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Power Politics

California Proposes to Ban Incandescent Lightbulbs 1074

zhang1983 writes to tell us CNN is reporting that California Assemblyman Lloyd Levine wants to make his state the first to ban incandescent lightbulbs with the "How Many Legislators Does it Take to Change a Lightbulb Act". The act will promote Compact fluorescent lightbulbs (CFLs) to replace the inefficient incandescent lightbulbs. According to him, "Incandescent lightbulbs were first developed almost 125 years ago, and since that time they have undergone no major modifications, meanwhile, they remain incredibly inefficient, converting only about 5 percent of the energy they receive into light."
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California Proposes to Ban Incandescent Lightbulbs

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  • by ZipR ( 584654 ) on Wednesday January 31, 2007 @03:53PM (#17831492)
    Don't most CFL's contain a small amount of mercury? What are we supposed to do with them when they go bad/break/whatever? Maybe this should also come with a CFL recycling bill.
  • Quality of light (Score:1, Interesting)

    by Anonymous Coward on Wednesday January 31, 2007 @03:54PM (#17831506)
    I have never found the harsh character of fluorescent light to be useful for long term study sessions, programming, etc. Whether it is due to a paradigm ingrained in my head or not, I prefer incandescent lighting. Halogen lamps are great too. Am I alone in making this comment or do others agree with my take?
  • by wiggles ( 30088 ) on Wednesday January 31, 2007 @03:56PM (#17831530)
    The biggest problem I see is that you can't get a CFL bulb to work with a rheostat. There are far too many dimmer switches out there for this to be technically feasible at this point.

    Does anyone know if LEDs will work with dimmer switches?
  • by Marxist Hacker 42 ( 638312 ) * <seebert42@gmail.com> on Wednesday January 31, 2007 @03:58PM (#17831568) Homepage Journal
    I'm not so sure about that- in that I've got a medical condition that CFLs cause me migraines. But if this will make (similarily efficient) LED arrays cheaper, I'm all for it.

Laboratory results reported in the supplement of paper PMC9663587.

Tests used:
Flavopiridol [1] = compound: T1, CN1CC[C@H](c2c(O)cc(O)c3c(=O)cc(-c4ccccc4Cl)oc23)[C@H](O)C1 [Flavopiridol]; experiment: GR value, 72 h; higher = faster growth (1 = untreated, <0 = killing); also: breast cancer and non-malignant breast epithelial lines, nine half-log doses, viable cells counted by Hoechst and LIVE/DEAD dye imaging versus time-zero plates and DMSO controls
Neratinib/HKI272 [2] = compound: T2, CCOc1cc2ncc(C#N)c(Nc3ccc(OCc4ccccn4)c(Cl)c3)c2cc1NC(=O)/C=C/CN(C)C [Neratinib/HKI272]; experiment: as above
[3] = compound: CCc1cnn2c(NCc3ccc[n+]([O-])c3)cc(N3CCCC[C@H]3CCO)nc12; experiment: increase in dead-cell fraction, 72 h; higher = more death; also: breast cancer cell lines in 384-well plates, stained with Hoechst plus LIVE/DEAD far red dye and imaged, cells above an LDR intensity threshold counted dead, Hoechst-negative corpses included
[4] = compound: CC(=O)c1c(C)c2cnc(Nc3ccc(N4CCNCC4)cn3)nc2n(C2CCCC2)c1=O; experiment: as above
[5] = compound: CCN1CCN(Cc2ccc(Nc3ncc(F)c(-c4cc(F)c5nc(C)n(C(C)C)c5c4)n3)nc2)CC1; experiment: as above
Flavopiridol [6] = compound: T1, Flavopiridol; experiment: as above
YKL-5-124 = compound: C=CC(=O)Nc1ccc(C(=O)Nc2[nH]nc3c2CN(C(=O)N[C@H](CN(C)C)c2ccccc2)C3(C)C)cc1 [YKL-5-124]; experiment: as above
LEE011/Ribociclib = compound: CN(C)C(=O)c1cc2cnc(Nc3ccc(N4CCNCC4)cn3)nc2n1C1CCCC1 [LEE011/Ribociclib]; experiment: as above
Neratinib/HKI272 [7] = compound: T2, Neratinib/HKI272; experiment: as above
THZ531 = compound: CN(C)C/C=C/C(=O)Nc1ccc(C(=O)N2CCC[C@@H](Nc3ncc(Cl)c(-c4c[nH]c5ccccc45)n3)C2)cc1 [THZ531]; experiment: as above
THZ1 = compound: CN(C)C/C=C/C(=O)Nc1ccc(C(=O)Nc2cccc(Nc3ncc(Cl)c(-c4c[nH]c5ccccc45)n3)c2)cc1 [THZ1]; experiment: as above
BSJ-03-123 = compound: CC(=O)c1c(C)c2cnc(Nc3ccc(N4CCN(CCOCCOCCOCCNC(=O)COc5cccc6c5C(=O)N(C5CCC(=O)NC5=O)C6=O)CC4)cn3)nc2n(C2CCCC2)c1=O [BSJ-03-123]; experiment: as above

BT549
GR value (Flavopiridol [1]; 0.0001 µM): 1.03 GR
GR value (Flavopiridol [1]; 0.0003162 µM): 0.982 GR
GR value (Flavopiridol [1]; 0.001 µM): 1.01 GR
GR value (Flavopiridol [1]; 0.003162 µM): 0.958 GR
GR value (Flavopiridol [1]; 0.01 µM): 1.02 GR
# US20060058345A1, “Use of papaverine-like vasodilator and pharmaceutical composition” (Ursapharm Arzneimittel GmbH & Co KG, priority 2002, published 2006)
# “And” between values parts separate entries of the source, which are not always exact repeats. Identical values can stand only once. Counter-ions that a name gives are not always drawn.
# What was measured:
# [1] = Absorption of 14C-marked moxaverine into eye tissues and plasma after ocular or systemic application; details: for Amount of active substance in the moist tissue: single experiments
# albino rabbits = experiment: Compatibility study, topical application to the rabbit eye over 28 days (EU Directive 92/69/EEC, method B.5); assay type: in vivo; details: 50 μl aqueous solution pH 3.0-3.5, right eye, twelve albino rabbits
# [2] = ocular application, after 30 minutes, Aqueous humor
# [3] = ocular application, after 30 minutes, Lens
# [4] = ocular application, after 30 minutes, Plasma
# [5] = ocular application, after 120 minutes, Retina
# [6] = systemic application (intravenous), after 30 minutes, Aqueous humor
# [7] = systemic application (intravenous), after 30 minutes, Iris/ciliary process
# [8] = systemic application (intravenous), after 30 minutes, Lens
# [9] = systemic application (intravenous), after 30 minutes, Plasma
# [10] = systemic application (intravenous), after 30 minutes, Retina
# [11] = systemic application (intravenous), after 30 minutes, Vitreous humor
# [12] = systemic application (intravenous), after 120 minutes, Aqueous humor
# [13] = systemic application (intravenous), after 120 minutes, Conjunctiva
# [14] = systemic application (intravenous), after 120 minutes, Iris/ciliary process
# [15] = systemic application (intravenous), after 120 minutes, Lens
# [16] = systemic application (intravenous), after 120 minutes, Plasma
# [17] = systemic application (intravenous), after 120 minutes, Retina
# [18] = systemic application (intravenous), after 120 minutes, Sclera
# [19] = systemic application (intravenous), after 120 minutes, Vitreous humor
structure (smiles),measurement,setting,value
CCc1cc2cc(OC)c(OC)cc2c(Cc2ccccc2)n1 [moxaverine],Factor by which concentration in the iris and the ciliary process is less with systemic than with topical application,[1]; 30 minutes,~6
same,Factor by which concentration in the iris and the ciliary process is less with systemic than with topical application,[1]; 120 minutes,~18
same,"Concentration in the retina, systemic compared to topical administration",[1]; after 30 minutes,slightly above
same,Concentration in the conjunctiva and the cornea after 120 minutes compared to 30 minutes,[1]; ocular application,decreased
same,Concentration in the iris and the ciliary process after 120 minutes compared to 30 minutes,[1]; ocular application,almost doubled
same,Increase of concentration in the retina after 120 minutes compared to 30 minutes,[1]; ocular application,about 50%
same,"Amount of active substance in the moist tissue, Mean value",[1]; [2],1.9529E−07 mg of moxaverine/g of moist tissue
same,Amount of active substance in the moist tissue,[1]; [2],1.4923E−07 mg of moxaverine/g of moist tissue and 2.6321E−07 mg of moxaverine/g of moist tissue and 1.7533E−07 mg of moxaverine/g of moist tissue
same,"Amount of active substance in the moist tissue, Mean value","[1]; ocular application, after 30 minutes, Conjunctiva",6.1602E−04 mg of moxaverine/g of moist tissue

• Kind of shortsighted (Score:4, Interesting)

    by sokoban ( 142301 ) on Wednesday January 31, 2007 @04:01PM (#17831622) Homepage
    Yeah, for home use in regular 120v sockets, CFL lightbulbs are more efficient than regular incandescents. Unfortunately, most CFLs contain mercury so disposal becomes an issue. Also, for larger applications, CFL bulbs are not practical. Take street lights for example, they use Metal halide or sodium bulbs which are in some cases considerably more efficient than fluorescents.

    CFLs are nice, and regular incandescent bulbs are on their way out for a number of reasons, but CFLs are far from perfect. Try finding a CFL replacement for a 40 watt chandelier bulb which offers good light without a ballast hum or warm up period for example. I've replaced most of my bulbs with CFLs now, but finding a good replacement for a 40 watt incandescent chandelier type bulb is damn near impossible.

    Oh yeah, and CFLs are still expensive as hell, which a lot of people don't like (even though they may save money in the long run). Replacing all the bulbs in my small house cost a few hundred dollars.
  • Re:Wrong target (Score:5, Interesting)

    by vought ( 160908 ) on Wednesday January 31, 2007 @04:02PM (#17831636)
    This is the dumbest goddamned thing I've ever heard of.

    I use CFLs here at home. Have for years. But the idea of making incandescents illegal is ridiculous.

    What will studio photographers do? How about people who are sensitive to the noise many CFLs make? What about legacy fixtures that CFLs don't fit into?

    Run a public information campaign instead.
  • by R2.0 ( 532027 ) on Wednesday January 31, 2007 @04:05PM (#17831696)
    Tell that to those pre-menopausal bitches whose feet are always cold. I built a brand spanking new lab facility in Pomona, and within 1 week there were space heaters under the cubicles. I mean, if 72F-75F is too cold in the summer, see a doctor - you have a medical problem.

    If I sound cranky it's because my current clients are about to move into another of my buildings, and managements big concern is how to tell the employees not to bring space heaters without pissing the employees off. Quoth the safety officer: "I can set rules, but if they get broken there is nothing I can do."
  • by amper ( 33785 ) * on Wednesday January 31, 2007 @04:09PM (#17831786) Journal
    As I mentioned in the last post on this topic, the vast majority of fluorescent fixtures I have come across in the last decade are horrible polluters of the RF spectrum. I have a recording studio in my house, and I *cannot* run fluorescent fixtures because of this problem. Despite using all balanced connections, there is a marked increase in the volume of the noise floor whenever I replace the incandescent bulbs with compact fluorescents, or when I use the long-tube traditional types.

    Not that I expect California's legislators to worry about this, even though CA probably has the largest concentration of movie, music, video, and television studios in the country, but what are they going to do to force the manufacturers of fluorescent fixtures (who are largely Chinese companies serving the megabox stores of America nowadays) to clean up their emissions?
  • Re:Wrong target (Score:5, Interesting)

    by coolgeek ( 140561 ) on Wednesday January 31, 2007 @04:12PM (#17831858) Homepage
    I'm sure there will be exemptions for professional purposes, and of course, street lights, if you can call sodium or mercury vapor lamps "incandescent". I wouldn't mind seeing just regular old vanilla incandescent lamps banned, but better let me keep my halogen for my desk lamps.